Hackers to focus on hospitals in 2017

Hackers will target the health care sector above all others in 2017, with their focus shifting from insurers to hospitals, predicts Experian® Data Breach Resolution. The company’s fourth annual Data Breach Industry Forecast also indicates that ransomware will be an increased threat to hospitals. It suggests that “nation-state” cyberattacks will increase, with at least one significant incident in 2017, and that passwords will be phased out in favor of two-factor authentication.

Hospital focus

In 2015, four of the six data breaches reported to the HHS Office for Civil Rights (OCR) affecting more than one million individuals targeted health care insurance companies.  As a result, Michael Bruemmer, vice president of Experian Data Breach Resolution, noted that many insurers “doubled down on defenses.” Protected health information (PHI) remains a lucrative source of data for hackers, but the report suggests that hackers will seek this information from hospitals, in lieu of insurers, in 2017. Bruemmer noted that hospitals “tend to be more decentralized, making their cybersecurity defenses easier to penetrate.” Electronic health records (EHRs), in particular, are targeted because they are accessible by various entities and individuals. The report predicts that ransomware–which encrypts data, effectively preventing providers from using data unless they pay a ransom–will increase, and may shift from simply locking systems in exchange for money to actually stealing data. At any rate, recent OCR guidance on ransomware makes it likely to be a more publicized topic in 2017 (see Data for ransom: OCR offers ransomware guidance).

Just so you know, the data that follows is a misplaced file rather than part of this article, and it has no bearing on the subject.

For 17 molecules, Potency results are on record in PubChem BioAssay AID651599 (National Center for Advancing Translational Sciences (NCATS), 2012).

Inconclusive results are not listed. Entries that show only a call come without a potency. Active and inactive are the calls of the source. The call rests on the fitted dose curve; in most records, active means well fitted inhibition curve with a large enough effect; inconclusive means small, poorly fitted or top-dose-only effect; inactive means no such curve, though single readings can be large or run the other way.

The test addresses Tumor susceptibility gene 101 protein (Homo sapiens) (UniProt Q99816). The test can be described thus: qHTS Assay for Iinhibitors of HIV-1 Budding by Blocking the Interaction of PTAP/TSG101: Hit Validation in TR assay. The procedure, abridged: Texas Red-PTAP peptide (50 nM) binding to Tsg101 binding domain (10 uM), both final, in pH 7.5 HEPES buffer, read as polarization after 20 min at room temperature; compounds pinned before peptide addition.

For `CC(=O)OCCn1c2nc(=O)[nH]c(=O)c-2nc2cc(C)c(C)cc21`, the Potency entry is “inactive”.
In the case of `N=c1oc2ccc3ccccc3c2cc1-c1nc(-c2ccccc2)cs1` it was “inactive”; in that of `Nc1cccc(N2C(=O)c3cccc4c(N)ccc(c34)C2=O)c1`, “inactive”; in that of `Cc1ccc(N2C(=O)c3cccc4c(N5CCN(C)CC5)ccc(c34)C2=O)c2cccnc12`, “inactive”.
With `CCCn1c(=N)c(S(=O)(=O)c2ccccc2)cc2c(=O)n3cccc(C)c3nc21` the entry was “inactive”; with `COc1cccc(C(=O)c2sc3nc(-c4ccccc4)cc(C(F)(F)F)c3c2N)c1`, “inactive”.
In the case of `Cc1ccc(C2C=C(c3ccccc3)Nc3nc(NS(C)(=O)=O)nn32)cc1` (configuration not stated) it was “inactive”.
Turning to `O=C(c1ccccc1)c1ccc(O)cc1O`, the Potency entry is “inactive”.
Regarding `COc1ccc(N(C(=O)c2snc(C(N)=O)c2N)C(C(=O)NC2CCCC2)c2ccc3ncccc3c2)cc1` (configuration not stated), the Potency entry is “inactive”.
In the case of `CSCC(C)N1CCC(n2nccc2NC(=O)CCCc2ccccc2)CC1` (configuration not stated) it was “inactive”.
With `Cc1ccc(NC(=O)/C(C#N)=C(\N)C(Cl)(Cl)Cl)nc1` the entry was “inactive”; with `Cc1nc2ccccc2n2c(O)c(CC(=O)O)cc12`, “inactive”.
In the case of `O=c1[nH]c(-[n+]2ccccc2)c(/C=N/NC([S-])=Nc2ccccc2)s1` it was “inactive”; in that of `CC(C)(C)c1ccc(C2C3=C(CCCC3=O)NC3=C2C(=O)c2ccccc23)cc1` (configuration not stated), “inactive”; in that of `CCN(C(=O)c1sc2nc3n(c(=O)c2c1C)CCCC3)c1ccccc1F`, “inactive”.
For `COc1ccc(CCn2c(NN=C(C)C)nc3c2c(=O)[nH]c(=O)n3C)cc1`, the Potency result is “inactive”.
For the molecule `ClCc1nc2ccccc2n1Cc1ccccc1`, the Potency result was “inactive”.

Nation-state attacks

The report also anticipates an escalation in cyberattacks between nation-states in 2017, noting that both U.S. presidential candidates discussed the issue in 2016. Although Bruemmer noted in December that the incoming Trump administration’s cyberweapons policy is unclear, he anticipates “a publicly observable action in the near future” and thus recommends that the administration “shor[e] up its defense mechanisms and identify[ ] vulnerabilities.”  Amidst heated discussions on both sides regarding Russia’s alleged interference with the recent U.S. presidential election, President-elect Trump appointed Thomas P. Bossert as Assistant to the President for Homeland Security and Counterterrorism. Bossert indicated, “We must work toward cyber doctrine that reflects the wisdom of free markets, private competition and the important but limited role of government,” and noted, “The internet is a U.S. invention,” that should reflect the nation’s values “as it continues to transform the future for all nations and all generations.”  The president-elect, recently reflecting on cybersecurity, noted “no computer is safe.”

Death of the password?

The report also predicts that individual passwords will be phased out, in all industries, in favor of two-factor authentication, which requires secondary authentication to allow access to systems and networks.  It lists tokens, geo location confirmation, and biometrics as examples of secondary authentication. Individuals’ use of the same passwords for various accounts can lead to “aftershock” breaches, which occur when a password compromised in one breach is used to break into another network in the future.  Experian Data Breach Resolution suggests that health care organizations will be forced to use two-factor authentication to protect against aftershocks.